• Blackberry Harvest Season
    • Osage– The Newest Arkansas Blackberry• Ripens (In Ark.) between Natchez and Ouachita, ave. June 10 beginning harvest• Yields have been consistent and good, comparable to higher than Ouachita• Berry size is medium, 5.0 g, slightly smaller than Ouachita• Flavor is a key attribute of Osage, lower acid flavor with notable flavor components coupled with high soluble solids• Good even on “bad flavor days” as noted by JRC over the years• Great postharvest handling potential
    • Osage– Why Consider?• A complement to Ouachita in size and season to diversify cultivars for this harvest period• Consistently uniform in drupelet fill whereas Ouachita can have uneven fill• Is hoped to expand on flavor and enjoyment of blackberries by consumers• Available in 2013 from tissue culture propagators, wider availability in 2014
    • Yields of three blackberry cultivars in plantings established in replicated trials at the Universityof Arkansas Fruit Research Station, Clarksville Arkansas in 2007 with data collected in 2008and 2009 and a planting established in 2010 with data collected in 2011 and 2012.Genotype Yield (lb·acre-1) 2008 2009 2011 2012 Average yOsage 12,341 a 7,849 a 12,206 ab 12,902 a 11,324Natchez 12,613 a 6,030 a 17,641 a 17,351 a 13,409Ouachita 7,851 b 4,361 a 10,774 b 14,021 a 9,252zMeans followed by the same letter are not significantly different at the 5% level within singlecolumns.y Average is a mean of the 4 years presented in this table (2008, 2009, 2011, 2012).
    • Postharvest evaluations of several cultivars of blackberries at Clarksville, AR,Fruit Research Station.Cultivar Overallz Marketabilityz Red (%) Leak (%) Soft (%)Natchez 42.6 x 89.7 18.8 20.6 9.2Osage 59.7 90.5 4.0 16.1 6.9Ouachita 41.3 88.8 5.7 21.2 6.3Prime-Ark®45 57.1 90.7 6.6 18.7 4.1Tupy 3.0 72.1 15.7 48.1 26.5zOverall=100-(%decay+%leak+%soft). Percent marketability is calculated as:100-[sum(% decayed + % soft + % leaky)/3]. A minimum of 85 is desired.x All entries are means of 5 years (2008 - 2012), except Tupy entries which aremissing 2011 data and therefore means of only 4 years.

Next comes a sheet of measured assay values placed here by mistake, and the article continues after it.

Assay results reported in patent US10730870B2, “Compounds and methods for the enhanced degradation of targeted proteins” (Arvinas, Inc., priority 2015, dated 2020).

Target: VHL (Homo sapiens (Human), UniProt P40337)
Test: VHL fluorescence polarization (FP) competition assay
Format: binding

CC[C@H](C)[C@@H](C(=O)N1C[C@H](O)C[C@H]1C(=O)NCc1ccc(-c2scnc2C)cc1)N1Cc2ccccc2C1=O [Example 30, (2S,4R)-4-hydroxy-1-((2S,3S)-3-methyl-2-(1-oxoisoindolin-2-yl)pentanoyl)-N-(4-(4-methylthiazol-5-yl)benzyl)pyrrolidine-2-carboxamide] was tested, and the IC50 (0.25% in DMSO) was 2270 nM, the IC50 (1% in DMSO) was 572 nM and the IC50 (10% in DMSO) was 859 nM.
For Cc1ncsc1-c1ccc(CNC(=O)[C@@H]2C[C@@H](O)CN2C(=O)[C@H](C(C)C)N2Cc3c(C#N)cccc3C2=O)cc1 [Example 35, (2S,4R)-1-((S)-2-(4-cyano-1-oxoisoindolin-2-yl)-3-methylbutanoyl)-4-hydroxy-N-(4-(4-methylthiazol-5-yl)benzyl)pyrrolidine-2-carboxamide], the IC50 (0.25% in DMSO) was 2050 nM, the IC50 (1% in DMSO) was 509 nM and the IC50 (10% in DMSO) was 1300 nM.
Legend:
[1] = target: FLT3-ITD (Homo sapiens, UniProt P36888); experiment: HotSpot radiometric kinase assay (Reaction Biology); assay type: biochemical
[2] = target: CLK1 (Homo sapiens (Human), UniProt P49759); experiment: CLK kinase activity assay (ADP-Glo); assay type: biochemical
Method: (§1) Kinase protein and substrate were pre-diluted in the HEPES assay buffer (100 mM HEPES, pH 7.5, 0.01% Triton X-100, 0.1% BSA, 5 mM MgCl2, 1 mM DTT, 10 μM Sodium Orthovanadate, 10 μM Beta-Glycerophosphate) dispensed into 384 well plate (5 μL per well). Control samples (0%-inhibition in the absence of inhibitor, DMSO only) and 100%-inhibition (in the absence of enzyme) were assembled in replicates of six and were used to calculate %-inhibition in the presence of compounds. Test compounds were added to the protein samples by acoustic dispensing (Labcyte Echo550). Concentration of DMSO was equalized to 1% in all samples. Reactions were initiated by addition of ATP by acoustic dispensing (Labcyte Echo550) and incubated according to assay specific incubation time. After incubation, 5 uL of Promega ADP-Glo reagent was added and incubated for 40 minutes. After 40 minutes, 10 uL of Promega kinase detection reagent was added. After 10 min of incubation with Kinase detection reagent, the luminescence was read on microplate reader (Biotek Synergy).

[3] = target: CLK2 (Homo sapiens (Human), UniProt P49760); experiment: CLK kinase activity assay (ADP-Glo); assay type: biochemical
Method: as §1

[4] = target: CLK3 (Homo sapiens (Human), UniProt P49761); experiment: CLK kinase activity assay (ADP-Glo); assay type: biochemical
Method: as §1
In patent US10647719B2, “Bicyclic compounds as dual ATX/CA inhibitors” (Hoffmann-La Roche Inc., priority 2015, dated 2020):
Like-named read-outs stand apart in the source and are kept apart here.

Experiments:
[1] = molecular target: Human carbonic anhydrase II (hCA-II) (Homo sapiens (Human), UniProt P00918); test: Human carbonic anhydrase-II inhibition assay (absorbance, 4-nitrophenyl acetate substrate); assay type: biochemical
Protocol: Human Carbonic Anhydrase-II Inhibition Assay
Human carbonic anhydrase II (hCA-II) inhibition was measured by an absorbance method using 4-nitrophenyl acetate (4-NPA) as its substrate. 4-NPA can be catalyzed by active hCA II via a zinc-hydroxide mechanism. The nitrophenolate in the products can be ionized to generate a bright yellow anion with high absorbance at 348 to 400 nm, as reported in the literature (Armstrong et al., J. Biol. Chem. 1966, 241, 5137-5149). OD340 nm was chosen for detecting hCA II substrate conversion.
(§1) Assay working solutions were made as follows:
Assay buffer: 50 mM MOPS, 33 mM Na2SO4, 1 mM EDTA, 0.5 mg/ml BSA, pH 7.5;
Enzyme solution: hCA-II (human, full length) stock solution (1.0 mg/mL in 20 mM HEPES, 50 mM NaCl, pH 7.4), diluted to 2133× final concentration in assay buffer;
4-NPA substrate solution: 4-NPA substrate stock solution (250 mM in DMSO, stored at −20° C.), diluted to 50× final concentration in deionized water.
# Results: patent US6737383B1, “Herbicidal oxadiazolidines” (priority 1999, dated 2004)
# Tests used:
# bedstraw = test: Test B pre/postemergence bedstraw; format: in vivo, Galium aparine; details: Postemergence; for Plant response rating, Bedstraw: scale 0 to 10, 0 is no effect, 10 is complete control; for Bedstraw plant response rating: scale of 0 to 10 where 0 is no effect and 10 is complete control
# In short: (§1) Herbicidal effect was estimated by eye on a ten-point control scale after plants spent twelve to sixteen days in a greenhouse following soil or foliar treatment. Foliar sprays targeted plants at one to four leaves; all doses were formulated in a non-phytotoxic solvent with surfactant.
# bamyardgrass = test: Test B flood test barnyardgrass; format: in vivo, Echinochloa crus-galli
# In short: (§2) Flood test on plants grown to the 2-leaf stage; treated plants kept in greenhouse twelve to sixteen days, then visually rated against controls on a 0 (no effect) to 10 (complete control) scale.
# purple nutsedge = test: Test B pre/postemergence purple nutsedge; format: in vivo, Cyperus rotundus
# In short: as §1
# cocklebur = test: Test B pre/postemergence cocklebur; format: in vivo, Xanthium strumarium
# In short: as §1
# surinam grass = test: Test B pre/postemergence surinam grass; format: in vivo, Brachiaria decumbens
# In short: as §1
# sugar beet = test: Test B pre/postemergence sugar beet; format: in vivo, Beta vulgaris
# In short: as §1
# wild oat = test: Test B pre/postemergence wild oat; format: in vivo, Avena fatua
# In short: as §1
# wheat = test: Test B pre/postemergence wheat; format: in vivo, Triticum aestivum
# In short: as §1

• Plant and fruit characteristics of three thornless blackberry cultivars at the University ofArkansas Fruit Research Station, Clarksville.Characteristic Osage Natchez Ouachita50% bloom datez 2 May 29 Apr 6 MayFirst harvest datez 10 June 5 June 13 JunePlant health yx 7.6 7.3w 7.6z Means of 3 years (2008, 2009, 2011) from replicated trials in Clarksville, AR.y Means of 7 years, 2005-2011.x Rating scale of 1 to 10 where 10=best.w Missing 2008 data.
    • ‘Obsidian’ Fresh market, thorny Very early ripening! It & Metolius are earliest on the market. In PNW 3 weeks ahead of earliest Arkansas CVs Large, good flavor, Stays black in freezer & refrigeration Very productive Ships well but just barely firm enough Fills early niche in Calif. & Northwest Silvan Metolius Obsidian
    • Obsidian NC
    • Metolius Fresh Market Thorny, trailing Very early Productive Excellent flavor V. uniform shape Firmer than Obsidian in field Very uniform shape & size Working well in some wholesale fresh programs
    • Metolius NC
    • Wild Treasure Combines ‘Waldo’s disease resistance, thornlessness, machine harvestability & productivity with wild R. ursinus excellent flavor and good growth habit V. small fruit!! Bakery or “wild” mkt. Wild Treasure Needs careful training- canes v. thin Marion
    • Wild Treasure
    • Resources• Southern Region Small Fruit Consortium – – Quarterly newsletter, chores, production guides• Blackberry and Rapsberry Portal – – General production info, yield data, post harvest data• Team Rubus Blog• Team Rubus Facebook• Twitter @NCteamrubus•
    • Keep in touch! • • TeamRubus • @NCTeamRubus